One embodiment of the present invention, a tapered SPUDT SAW filter device 210 is illustrated and described with reference to FIGS. 9 and 9A. The device 210 comprises input and output transducers 212, 214 with opposing bus bars 216, 218 each having a plurality of interdigitized, continuously tapered electrode fingers 220 configured in finger pairs 222 with each pair having a finger of narrow width 224 adjacent to a finger with a larger or wider width 226, by way of example in the embodiment illustrated. The finger widths 224, 226 are selected as a function of the impedance of a load 28 or source 30 so as to produce mechanical electrical loaded reflections in a substrate 232 upon which the transducers 212, 214 are placed.

Providing an unbalanced split electrode or finger geometry is known in narrow bandwidth SAW filters to successfully cancel reflected waves inherently generated by SAW devices. Such reflected waves lead to triple transit interference. Tapering the electrode fingers in wide bandwidth SAW devices is known to permit the transduction of a wide range of surface acoustic wavelengths. The combination as described herein has the unexpected result of significantly reducing insertion loss and enhancing triple transit suppression, both very much desirable in wide bandwidth SAW filter devices.

In yet another embodiment of a tapered SPUDT transducer, the transducer can be configured with three electrodes per wavelength as illustrated with reference to FIG. 12, and improved further with series block weighting as described and illustrated in a non-tapered version in FIG. 5. The smaller width fingers are illustrated with numeral 123 and the larger width fingers are illustrated with numeral 125, by way of the series block weighted and line width transducer example of FIGS. 2 and 5. As further described herein and as illustrated, again with reference to FIGS. 2 and 5, a plurality of interdigitized electrode fingers 20, 21 extend transversely into the transducer aperture 116 from at least one of the outer 16, 18 and inner 17, 19 bus bars, each electrode finger extending into the aperture and generally across the axis of propagation, as earlier described with reference to numeral 58 of FIG. 10, from its corresponding bus bar, wherein a selected set of fingers and their corresponding bus bars form one subtransducer, 130, 132, 134 by way of example, within a string of subtransducers. Each subtransducer 134L to 134R in FIG. 5, within the string is positioned adjacent each other for providing a transducer acoustic channel 117, and thus an acoustically cascaded series of subtransducers, each subtransducer electrically connected within the series for providing a series-block weighting control to the transducer, and wherein at least some of the electrode fingers have differing width dimensions 123, 125, by way of example, for providing an additional line-width weighting control to the transducer.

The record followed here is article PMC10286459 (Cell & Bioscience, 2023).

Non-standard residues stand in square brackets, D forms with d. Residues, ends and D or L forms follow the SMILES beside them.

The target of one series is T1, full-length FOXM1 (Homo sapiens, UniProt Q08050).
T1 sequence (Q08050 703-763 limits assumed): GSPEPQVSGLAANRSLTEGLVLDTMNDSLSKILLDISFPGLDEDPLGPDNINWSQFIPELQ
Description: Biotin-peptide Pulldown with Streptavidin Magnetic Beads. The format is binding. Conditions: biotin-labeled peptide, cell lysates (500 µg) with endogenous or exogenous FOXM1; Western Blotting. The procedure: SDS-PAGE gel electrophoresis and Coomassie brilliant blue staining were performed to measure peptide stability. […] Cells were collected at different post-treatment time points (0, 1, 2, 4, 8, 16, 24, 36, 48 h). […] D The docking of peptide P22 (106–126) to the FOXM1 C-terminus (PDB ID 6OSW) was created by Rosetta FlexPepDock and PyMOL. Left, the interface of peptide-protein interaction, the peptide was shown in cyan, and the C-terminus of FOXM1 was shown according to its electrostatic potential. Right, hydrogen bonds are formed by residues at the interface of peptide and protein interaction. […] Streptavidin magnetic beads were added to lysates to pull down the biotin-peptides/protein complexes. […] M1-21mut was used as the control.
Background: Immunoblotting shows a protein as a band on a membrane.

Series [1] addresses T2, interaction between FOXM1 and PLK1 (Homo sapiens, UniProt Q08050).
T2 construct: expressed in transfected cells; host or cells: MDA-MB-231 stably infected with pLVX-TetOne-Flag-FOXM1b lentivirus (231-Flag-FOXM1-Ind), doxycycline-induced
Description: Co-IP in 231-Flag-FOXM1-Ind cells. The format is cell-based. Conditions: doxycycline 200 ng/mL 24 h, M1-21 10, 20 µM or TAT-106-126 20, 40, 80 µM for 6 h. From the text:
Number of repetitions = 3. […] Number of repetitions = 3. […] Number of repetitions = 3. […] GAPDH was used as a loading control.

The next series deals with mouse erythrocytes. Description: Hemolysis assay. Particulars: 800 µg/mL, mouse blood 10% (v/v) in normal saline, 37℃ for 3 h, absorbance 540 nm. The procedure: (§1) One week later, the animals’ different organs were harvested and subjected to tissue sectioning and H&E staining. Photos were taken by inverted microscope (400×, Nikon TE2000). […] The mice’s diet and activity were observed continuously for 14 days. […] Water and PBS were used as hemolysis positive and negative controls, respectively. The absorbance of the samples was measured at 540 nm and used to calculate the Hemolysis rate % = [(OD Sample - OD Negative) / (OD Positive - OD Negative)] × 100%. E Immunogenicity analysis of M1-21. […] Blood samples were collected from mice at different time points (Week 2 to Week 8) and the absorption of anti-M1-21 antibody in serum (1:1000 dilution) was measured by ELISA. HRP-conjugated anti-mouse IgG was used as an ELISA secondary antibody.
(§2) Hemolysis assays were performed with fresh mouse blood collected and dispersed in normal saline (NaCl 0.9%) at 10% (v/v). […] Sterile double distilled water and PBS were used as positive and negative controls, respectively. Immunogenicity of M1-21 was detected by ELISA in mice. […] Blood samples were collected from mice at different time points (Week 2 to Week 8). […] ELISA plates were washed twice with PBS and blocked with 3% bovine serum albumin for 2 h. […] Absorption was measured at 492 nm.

As described with reference to FIG. 1, and supporting illustrations, series block weighting is successfully used for weighting an input transducer 12 used with a similar weighted output transducer 14, configured as a mirror image to each other. Further, because of the uniform weighting across the beam profile, the block weighting transducer 12 having the additional line width weighting, a preferred embodiment of the present invention, is successfully used with an apodized transducer 15, as illustrated with reference to the SAW device 101 of FIG. 1A, typically requiring a receiving transducer having a uniform sampling of the beam across the aperture.

While specific embodiments of the invention have been described in detail herein above, it is to be understood that various modifications may be made from the specific details described herein without departing from the spirit and scope of the invention as set forth in the appended claims.

Having now described the invention, the construction, the operation and use of preferred embodiments thereof, and the advantageous new and useful results obtained thereby, the new and useful constructions, methods of use and reasonable mechanical equivalents thereof obvious to those skilled in the art, are set forth in the appended claims.

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Referenced by
Citing PatentFiling datePublication dateApplicantTitle
US6559739Oct 5, 2001May 6, 2003Sawtek, Inc.String weighted surface acoustic wave transducer
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Classifications
U.S. Classification333/196, 310/313.00B, 310/313.00C
International ClassificationH03H9/64, H03H9/145
Cooperative ClassificationH03H9/14505, H03H9/14517, H03H9/14547, H03H9/6426, H03H9/14526, H03H9/14558, H03H9/14552, H03H9/0274, H03H9/02724
European ClassificationH03H9/145E6, H03H9/02S6R4, H03H9/02S6R5, H03H9/64E1, H03H9/145C, H03H9/145B1